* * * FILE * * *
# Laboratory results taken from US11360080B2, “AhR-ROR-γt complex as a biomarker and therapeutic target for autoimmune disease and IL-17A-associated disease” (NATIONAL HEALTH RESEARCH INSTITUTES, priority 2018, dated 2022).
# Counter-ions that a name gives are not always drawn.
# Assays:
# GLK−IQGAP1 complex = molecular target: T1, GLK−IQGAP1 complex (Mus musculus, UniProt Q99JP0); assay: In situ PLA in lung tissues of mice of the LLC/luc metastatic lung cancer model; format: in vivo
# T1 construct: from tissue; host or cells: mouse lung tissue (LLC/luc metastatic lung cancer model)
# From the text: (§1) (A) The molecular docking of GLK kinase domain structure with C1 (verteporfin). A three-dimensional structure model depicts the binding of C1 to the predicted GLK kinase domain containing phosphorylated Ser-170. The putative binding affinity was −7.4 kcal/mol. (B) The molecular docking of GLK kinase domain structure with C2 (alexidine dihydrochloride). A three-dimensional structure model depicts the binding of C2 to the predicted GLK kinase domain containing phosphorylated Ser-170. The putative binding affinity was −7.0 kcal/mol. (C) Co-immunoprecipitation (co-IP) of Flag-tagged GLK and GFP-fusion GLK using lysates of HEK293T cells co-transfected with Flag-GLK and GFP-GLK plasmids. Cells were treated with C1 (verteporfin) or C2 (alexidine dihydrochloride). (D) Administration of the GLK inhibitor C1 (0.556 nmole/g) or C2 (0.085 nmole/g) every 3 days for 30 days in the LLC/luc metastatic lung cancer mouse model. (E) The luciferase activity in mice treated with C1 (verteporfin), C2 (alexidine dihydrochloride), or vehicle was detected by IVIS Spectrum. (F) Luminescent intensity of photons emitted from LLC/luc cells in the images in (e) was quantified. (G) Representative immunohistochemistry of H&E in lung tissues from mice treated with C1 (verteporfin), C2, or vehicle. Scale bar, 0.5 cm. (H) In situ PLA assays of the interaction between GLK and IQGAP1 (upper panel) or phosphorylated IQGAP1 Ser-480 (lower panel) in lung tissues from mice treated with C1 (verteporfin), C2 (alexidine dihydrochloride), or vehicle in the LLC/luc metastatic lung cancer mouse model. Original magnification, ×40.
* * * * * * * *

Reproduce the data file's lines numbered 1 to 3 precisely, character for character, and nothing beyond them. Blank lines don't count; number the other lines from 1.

# Laboratory results taken from US11360080B2, “AhR-ROR-γt complex as a biomarker and therapeutic target for autoimmune disease and IL-17A-associated disease” (NATIONAL HEALTH RESEARCH INSTITUTES, priority 2018, dated 2022).
# Counter-ions that a name gives are not always drawn.
# Assays: